**Bar Plot and Box Plot**

When we analyze two variables, one categorical and the other continuous, the objective is often to see the **sum or mean** of the continuous variables by categories and compare them. **Graphically we can display the data using a Bar Plot and/or a Box Plot. **

**E.x. 1: Geography and Sales** – In this case, Geography is the categorical variable and Sales is the continuous variable. We would like to know the sales by geography, as such, we will compute the total sales by geography.

**E.x. 2:** **School and Students Marks** – In this case, School is the categorical variable and Student Marks is the continuous variable. We wish to compare 4 schools (say A, B, C, and D) in a city providing Higher Secondary Education based on the marks secured by their students in the 12th standard.

- One way of comparing the schools can be by computing the mean of the percentage of marks secured by students of respective schools. Assume the overall mean percentages of the schools’ A, B, C, and D comes out to be 93.1%, 93.0%, 90%, 80%. From the mean can we say A is a better school compared to B or C just because it has the highest percentage. We may have to also consider Standard Deviation to be able to say whether the difference of 0.1% between A and B is statistically significant to conclude whether A is a better school compared to B based on Students Marks.

**Analysis of the MBA Data continued…**

Let us consider Graduation Stream and Work Experience from the MBA Data to perform the analysis. The Graduation Stream is our Categorical Variable and the field name in data is “ten_plus_2_stream”. Work Experience is our Continous variable and the field name in data is “work_exp_in_mths”

**Data Import in Python**

# Import the required packages import pandas as pd import os import matplotlib.pyplot as plt import seaborn as sns %matplotlib inline

# set directory as per your file folder path os.chdir("d:/k2analytics/datafile") # read the file mba_df = pd.read_csv("MBA_Students_Data.csv")

**Data Preparation**

The variable work_exp_in_mth has some missing values. We will replace all the missing values by 0.

mba_df['work_exp_in_mths'].fillna(0, inplace=True)

The variable ten_plus_2_stream has some stray categories. We will replace those values appropriately as Science / Commerce.

mba_df['ten_plus_2_stream_recat'] = mba_df['ten_plus_2_stream'].apply( lambda x : "Commerce" if ("Commerce" in x ) else "Science")

We are now set to analyze the data.

**Tabular Report**

The easiest way to analyze a categorical and a continuous variable is to create a tabular report. The tabular report of Stream and Work Experience is shown below:

Stream | Count | Sum Work Exp. (in Mths) |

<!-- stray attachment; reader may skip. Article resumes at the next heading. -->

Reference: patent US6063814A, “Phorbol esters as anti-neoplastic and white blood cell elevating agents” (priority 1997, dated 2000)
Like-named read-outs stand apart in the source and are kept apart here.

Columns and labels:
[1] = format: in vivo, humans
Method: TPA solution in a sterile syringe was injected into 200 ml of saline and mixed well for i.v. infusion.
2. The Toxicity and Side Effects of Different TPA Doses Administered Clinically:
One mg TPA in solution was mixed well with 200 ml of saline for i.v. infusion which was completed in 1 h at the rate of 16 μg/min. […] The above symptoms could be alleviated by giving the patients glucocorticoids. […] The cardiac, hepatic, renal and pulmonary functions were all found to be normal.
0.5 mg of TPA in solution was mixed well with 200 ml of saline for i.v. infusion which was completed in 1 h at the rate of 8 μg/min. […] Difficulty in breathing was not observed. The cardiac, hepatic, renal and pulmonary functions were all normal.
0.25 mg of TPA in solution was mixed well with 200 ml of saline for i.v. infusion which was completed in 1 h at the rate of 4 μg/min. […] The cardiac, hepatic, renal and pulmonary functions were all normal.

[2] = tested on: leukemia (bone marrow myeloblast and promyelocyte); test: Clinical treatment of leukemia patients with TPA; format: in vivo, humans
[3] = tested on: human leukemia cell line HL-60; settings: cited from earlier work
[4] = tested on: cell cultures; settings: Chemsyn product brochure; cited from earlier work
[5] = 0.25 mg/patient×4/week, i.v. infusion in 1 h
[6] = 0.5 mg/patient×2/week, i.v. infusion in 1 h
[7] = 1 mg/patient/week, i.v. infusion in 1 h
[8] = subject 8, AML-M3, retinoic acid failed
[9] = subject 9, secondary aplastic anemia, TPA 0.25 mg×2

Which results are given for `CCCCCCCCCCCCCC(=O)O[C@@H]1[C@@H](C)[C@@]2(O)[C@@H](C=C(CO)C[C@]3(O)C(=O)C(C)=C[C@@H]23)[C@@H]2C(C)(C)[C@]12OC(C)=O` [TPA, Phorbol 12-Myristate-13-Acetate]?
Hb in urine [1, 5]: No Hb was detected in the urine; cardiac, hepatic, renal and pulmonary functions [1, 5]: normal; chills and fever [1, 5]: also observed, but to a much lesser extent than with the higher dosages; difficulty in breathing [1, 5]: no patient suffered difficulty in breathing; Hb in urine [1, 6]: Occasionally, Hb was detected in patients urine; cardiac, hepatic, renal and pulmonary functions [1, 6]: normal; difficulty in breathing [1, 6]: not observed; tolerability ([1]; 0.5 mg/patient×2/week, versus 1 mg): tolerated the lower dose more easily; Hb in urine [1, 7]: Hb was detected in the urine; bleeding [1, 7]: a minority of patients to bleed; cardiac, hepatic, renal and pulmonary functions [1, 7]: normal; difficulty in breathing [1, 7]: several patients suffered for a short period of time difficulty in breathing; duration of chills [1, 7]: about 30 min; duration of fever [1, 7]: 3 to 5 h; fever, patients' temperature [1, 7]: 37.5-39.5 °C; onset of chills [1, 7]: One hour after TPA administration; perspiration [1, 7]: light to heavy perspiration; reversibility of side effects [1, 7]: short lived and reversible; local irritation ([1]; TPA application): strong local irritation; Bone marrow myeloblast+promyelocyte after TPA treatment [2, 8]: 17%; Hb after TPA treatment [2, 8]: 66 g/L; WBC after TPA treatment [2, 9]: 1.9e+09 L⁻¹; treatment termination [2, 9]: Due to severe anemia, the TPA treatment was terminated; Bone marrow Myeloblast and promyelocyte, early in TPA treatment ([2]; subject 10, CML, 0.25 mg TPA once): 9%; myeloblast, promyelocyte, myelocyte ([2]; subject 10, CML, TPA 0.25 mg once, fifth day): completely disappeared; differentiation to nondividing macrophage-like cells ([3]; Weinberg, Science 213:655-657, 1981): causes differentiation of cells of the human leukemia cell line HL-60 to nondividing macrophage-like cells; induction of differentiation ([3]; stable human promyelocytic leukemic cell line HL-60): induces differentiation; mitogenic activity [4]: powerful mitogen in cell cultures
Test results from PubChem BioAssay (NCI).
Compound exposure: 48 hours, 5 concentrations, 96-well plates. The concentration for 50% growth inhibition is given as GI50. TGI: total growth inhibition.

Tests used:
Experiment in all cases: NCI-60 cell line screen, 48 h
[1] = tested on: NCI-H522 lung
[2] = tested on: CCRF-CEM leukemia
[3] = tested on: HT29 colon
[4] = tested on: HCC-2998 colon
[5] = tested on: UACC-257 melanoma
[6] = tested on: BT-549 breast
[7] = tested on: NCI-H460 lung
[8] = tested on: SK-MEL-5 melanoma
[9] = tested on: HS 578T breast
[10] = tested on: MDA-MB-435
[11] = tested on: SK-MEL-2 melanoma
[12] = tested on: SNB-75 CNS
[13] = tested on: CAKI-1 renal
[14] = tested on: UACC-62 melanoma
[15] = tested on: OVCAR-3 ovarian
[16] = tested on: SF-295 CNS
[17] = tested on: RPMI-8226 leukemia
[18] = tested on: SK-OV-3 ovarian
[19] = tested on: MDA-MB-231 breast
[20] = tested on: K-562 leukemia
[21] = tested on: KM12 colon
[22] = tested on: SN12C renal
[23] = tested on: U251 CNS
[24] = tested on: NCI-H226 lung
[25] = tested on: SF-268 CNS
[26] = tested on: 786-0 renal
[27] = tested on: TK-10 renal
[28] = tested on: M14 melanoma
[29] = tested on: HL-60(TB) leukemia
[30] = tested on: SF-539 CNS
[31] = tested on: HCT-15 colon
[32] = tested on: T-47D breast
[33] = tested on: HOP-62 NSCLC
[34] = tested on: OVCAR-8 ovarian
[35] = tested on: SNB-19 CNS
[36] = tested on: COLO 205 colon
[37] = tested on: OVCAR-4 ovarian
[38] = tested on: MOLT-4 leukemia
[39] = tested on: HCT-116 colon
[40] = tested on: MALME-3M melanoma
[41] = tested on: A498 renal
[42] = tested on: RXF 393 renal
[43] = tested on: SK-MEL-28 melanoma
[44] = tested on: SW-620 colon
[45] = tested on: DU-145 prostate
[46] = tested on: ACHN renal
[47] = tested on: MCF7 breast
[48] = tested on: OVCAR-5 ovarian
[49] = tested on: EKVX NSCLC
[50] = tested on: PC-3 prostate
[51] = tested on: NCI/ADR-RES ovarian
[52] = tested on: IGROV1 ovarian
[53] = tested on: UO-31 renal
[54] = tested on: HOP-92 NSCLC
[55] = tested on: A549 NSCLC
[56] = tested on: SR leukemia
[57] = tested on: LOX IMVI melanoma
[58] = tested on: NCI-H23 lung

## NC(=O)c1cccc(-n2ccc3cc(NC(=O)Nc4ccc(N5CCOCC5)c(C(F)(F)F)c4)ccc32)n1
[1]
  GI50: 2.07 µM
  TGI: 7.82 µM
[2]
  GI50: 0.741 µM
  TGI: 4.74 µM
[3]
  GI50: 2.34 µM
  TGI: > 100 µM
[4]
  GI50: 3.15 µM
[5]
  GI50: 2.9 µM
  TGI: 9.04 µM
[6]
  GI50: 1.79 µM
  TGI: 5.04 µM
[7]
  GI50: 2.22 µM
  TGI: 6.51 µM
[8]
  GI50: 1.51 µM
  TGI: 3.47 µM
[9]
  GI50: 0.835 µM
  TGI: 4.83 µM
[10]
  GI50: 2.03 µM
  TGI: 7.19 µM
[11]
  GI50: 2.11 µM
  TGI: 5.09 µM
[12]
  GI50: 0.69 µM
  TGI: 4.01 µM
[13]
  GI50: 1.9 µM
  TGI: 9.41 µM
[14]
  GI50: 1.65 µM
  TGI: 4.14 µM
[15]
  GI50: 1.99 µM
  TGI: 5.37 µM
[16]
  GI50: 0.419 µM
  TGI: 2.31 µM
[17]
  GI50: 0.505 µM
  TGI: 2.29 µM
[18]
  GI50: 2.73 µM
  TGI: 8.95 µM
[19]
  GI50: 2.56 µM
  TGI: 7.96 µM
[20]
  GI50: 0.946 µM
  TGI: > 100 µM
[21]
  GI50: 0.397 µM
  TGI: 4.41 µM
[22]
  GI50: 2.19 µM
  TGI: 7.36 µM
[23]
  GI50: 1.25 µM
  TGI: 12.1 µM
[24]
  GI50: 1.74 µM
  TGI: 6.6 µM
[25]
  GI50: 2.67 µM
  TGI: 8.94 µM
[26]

Avg. Work Exp (in Mths) |

Commerce | 126 | 1250 | 9.9 |

Science | 74 | 1237 | 16.7 |

From the above table we can infer:

- The students from the Science stream have more relatively more prior work experience as compared to Commerce students.
- In the above report,
**the sum of work experience does not make sense**. It is very important for the person generating and interpreting the report to understand which aggregation is useful and which is not useful.

**Python code for Tabular Report**

The python code to aggregate the data is given below. *Note: We will not create the sum attribute in our python code.*

aggr = mba_df.groupby(['ten_plus_2_stream_recat']).agg( { 'work_exp_in_mths' : ['count','mean'] } ) aggr.columns = ["_".join(x) for x in aggr.columns.ravel()] aggr.reset_index(inplace=True) aggr.rename(columns={ "ten_plus_2_stream_recat": "stream", "work_exp_in_mths_count": "count", "work_exp_in_mths_mean" : "avg_work_exp_in_mths"}, inplace = True) aggr["avg_work_exp_in_mths"] = aggr["avg_work_exp_in_mths"].round(1) aggr

**Graphical Method | Box Plot**

A box plot can quickly show us the distribution of the continuous variable by categories.

plt.figure(figsize=(9,5)) boxplot = sns.boxplot( x = 'ten_plus_2_stream_recat', y='work_exp_in_mths', data=mba_df, showmeans=True, width=0.5, palette="colorblind") plt.title("Box Plot \n Graduation Stream vs Work Experience", fontsize=20) plt.xlabel('Graduation Stream', fontsize=15) plt.ylabel('Work Experience in Months', fontsize=15)

**Inferences / Take away**

- Prior to pursuing the MBA course, the average experience of Science Students is about 17 months. It is relatively more as compared to the Commerce Students average of 10 months.
- The box plot shows that the third quartile (Q3) of Commerce Students’ work experience is very close to the median of Science Students’ work experience.
- The box plot indicates that there are some outlier work-ex in commerce students’ data. Close observation shows that the value is around 60 months (i.e. 5 years) and it is really not an outlier. Hence it will need not be considered as outliers.

Besides the Box Plot, we can also use Density Plot. However, it may not be as informative as the box plot. I leave this an exercise for the blog reader.

### Bar Chart and Pie Chart

**Analysis of two variables – One Categorical and the other Continuous using Bar Chart & Pie Chart**

A Bar Chart or Pie Chart would be useful in the analysis of two variables, one being categorical and the other continuous only if the continuous variable being analyzed is like Sales, Profit, Bank Balance, etc. where the summation of the measure would make business sense.

**Practise Exercise **

- Analyze the MBA Specialization with the MBA Grades.
- Analyze the MBA Specialization with the Graduation Percentages.

**Upcoming Blog**

In the upcoming blog, we will learn **“Analysis of Two Categorical Variables”**

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